The latest uSwitch.com research has revealed that people in Britain spend 34 days a year (15 hours per week) online, which is longer than eating & drinking (21 days), personal grooming (11 days) and socialising (22 days).
Unfortunately the study, coming from a price comparison site, goes on to make the mistake of promoting the saving of cash on cheaper packages rather then getting a quality service:
Yet, despite having one of the most competitive markets in Europe, 74% of broadband customers haven’t switched supplier in the last year and nearly half (42%) have never switched.
So when it comes to paying for broadband it should be a case of heads over hearts as customers could save an average of almost £100 or up to £240 a year by switching supplier once their fixed contracts come to an end.
7.8 million broadband customers today, pay between £15 to over £30 a month for the service they receive, with the average cost standing at £18 a month. With 60% of existing broadband users potentially paying more than they should be for their contracts and collectively wasting £749 million a year, or the equivalent of £62.4 million a month, it is more important than ever for people to shop around.
The cheapest standalone broadband deals are offered by Plusnet and Virgin Media (until the end of July) and cost around £10 a month. Additionally, with a range of ‘free broadband’ offers flooding the market from suppliers like Talk Talk, Orange and Sky it simply doesn’t make sense for anyone to be paying over the odds.
Steve Weller Head of Communications Services at uSwitch.com comments: “The fast moving pace of the broadband market and increased competition in the industry sparked a price war over the past eighteen months. This has been exciting news for consumers as it has brought along the advent of free broadband and very competitive pricing.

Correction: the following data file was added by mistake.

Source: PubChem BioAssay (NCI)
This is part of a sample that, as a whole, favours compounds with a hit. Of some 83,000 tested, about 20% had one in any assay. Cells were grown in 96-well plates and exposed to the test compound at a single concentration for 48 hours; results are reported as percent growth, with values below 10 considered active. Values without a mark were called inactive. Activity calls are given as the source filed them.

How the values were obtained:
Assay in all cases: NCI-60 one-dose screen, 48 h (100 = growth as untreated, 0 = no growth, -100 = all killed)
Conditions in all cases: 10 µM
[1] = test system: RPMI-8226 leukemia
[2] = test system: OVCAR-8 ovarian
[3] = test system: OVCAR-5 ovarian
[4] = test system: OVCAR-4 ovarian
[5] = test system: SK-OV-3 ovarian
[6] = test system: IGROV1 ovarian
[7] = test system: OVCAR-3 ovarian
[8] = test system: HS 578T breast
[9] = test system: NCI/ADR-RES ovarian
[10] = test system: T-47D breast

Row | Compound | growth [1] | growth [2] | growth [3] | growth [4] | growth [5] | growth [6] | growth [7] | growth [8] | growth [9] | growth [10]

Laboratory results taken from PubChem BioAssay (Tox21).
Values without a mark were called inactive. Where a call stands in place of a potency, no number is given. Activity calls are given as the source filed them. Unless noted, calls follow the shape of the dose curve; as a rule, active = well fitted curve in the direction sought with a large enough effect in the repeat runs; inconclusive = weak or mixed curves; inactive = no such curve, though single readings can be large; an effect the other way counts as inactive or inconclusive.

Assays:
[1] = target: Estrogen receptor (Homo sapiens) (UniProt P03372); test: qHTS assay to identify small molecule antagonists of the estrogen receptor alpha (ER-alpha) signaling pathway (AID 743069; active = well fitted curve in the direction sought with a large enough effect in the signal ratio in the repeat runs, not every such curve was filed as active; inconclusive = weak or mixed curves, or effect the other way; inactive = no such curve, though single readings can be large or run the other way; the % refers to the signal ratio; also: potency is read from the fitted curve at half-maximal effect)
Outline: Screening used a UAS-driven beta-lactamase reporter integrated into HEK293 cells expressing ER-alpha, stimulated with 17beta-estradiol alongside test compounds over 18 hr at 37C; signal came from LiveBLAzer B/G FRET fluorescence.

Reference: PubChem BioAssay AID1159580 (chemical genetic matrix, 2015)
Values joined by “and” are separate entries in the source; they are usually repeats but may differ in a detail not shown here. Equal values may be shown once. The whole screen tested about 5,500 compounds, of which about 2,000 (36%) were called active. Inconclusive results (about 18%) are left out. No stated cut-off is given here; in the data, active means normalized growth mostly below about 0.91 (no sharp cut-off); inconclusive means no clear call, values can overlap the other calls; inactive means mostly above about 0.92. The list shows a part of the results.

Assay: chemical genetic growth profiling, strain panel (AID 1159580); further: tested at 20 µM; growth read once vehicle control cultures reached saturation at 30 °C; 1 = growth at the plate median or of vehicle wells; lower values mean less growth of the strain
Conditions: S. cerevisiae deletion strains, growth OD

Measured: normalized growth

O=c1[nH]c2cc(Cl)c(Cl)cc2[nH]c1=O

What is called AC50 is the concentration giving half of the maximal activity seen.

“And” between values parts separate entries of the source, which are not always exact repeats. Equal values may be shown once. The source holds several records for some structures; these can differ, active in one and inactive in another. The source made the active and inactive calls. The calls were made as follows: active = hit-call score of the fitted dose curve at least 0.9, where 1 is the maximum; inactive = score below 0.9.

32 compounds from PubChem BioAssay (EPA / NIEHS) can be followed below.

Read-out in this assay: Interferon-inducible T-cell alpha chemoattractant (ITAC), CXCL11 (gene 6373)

However, consumers need to vote with their feet to take advantage of these new deals and ensure they are not wasting money on more expensive packages. Where free broadband is bundled with mobile phone, digital TV or landline packages, those thinking of signing up should consider the cost implications of the attached products and the contract length. Alternatively, those users who prefer a standalone broadband product really shouldn’t have to pay much more than £10 a month.”
We shouldn’t have to pay much more than £10 per month for broadband? It’d be wonderful if that were true, yet in reality such a proposition is economically unfeasible, especially for most small and medium sized ISP’s.
Even larger providers would have difficulty and need to subsidise such packages, weakening the quality of their services and support. Typically choosing on price alone is common place, but neglects the consideration of whether or not such a provider offers a quality, well supported and reliable service. Rarely does paying less get you more.
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